Barefoot Running: Arizona Style

The weather got so cold here in Central Canada, I decided that some barefoot running in the desert would be just the ticket, and it was.

February 7th, 2013 by | Posted in Blogs | Tags: , , , , , , ,

The trail leading into the White Tank Mountains just west of Phoenix.

Winter running can be fun and adventurous for sure, but sometimes you just need to get away in the middle of the winter, especially if you happen to be a barefoot runner. No matter how much I like to take off the shoes and run in the cold and snow, I am limited to the distance and the temperatures at which I can run. I just cannot get a good 20 mile barefoot run done in the middle of January in Winnipeg.  Thus the decision to fly south for a much deserved break for the family and I. Of course this also brought the opportunity to get some good mileage san shoe in as well, can you blame me.

Staying in the Phoenix area is absolutely fantastic for runners, because everywhere you look there are a number of great locations to go explore within a quick driving distance (or running if you are really ambitious) from the city. I was lucky to be joining a good friend in Arizona who was familiar with the area and this really special place called The White Tank Mountains.

Let me set the stage, just to the west of Glendale is this little mountain range with some of the most beautiful desert trails and picturesque vistas that I have ever seen. There are trails for all levels of difficulty, from easy to very technical and all of them have their own highlights and WOW moments. Unfortunately I only had the opportunity to run one trail while I was there, and that was the Ford Canyon Trail from Park Area Number 7, so that will be the one that I will be focusing on in this post. But that being said, I enjoyed every minute of it, and I hope to get back to the White Tanks to run some more, as they are all spectacular and worth the time to explore and enjoy.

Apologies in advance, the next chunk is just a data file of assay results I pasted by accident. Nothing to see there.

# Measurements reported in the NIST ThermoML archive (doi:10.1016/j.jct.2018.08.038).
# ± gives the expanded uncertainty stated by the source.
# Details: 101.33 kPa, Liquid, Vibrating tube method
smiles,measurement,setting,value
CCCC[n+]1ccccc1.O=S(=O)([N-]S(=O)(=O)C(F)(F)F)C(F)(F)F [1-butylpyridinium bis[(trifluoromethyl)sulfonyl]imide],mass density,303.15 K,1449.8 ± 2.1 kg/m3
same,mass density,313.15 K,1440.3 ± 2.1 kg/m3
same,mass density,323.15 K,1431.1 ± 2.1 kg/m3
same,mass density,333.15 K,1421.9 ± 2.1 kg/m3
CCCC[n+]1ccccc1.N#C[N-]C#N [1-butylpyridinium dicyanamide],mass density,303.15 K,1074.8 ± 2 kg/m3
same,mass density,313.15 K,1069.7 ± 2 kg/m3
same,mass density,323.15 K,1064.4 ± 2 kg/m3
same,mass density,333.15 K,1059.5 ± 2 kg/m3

It was a interesting morning as I was heading out to the mountains, as the Phoenix area was in the process of receiving more rain than they typically get in a entire year’s time. Even though it was raining, it was still much warmer than what I had left behind in Canada, can we say break out the shorts and lets get to running.

I met my friend Scott at the trail head parking lot and we got ready to go out and see what the morning had in store for us, the sights were fantastic as the mountains and the valley were shroud in low clouds making the area look very eerie and mysterious. The trails as we set out which are usually a mix of dirt and sand were much to my delight a mess of wet and muddy trails, nothing makes me more happy than mud between my toes.

Love the feeling of mud between the toes, absolute heaven.
Love the feeling of mud between the toes, absolute heaven.

As you wind your way down the trail you find yourself surrounded by different varieties of cacti including the magestic Saguaro cactus, the Prickly Pear cactus, scrub grass and small prickly bushes that being from Canada you don’t get to see everyday (watch out for these they will grab you when you least expect it).